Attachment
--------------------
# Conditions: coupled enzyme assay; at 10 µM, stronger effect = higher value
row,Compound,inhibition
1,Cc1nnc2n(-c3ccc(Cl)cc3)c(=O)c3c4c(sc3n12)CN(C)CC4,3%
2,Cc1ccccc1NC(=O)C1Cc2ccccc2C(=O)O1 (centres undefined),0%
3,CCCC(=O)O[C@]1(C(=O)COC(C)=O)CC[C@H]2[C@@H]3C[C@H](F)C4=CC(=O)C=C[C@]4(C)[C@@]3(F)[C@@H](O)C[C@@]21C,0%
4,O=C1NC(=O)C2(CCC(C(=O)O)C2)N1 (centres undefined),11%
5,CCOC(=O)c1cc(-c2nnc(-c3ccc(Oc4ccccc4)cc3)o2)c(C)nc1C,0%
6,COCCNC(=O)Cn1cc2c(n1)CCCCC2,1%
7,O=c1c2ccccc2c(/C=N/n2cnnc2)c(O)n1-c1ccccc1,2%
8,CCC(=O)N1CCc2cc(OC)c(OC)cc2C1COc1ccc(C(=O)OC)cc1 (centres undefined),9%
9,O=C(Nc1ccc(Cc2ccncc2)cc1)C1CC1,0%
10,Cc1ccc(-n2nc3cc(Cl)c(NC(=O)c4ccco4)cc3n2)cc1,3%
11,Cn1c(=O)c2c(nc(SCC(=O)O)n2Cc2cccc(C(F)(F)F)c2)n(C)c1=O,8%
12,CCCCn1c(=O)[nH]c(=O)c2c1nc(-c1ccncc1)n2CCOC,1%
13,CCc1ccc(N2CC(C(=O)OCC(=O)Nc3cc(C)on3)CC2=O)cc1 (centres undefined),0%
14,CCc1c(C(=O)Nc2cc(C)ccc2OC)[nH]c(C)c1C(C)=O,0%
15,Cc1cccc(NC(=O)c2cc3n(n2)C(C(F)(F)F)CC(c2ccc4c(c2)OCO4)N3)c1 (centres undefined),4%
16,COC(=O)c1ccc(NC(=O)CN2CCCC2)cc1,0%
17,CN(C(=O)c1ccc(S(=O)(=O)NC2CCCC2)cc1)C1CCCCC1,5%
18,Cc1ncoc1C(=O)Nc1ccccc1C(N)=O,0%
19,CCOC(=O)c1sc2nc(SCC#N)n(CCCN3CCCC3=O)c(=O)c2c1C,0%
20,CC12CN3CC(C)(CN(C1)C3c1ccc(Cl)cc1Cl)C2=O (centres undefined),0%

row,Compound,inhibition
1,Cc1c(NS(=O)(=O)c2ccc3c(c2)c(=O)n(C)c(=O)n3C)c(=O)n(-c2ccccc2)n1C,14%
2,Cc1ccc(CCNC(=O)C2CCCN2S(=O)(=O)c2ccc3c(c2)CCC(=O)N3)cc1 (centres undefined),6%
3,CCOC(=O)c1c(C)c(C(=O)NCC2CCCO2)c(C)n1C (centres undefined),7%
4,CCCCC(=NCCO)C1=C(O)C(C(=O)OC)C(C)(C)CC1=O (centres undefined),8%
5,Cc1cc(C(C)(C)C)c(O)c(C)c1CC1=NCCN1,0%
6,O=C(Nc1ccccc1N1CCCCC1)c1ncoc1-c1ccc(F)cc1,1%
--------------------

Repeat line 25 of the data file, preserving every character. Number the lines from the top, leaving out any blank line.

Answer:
2,Cc1ccc(CCNC(=O)C2CCCN2S(=O)(=O)c2ccc3c(c2)CCC(=O)N3)cc1 (centres undefined),6%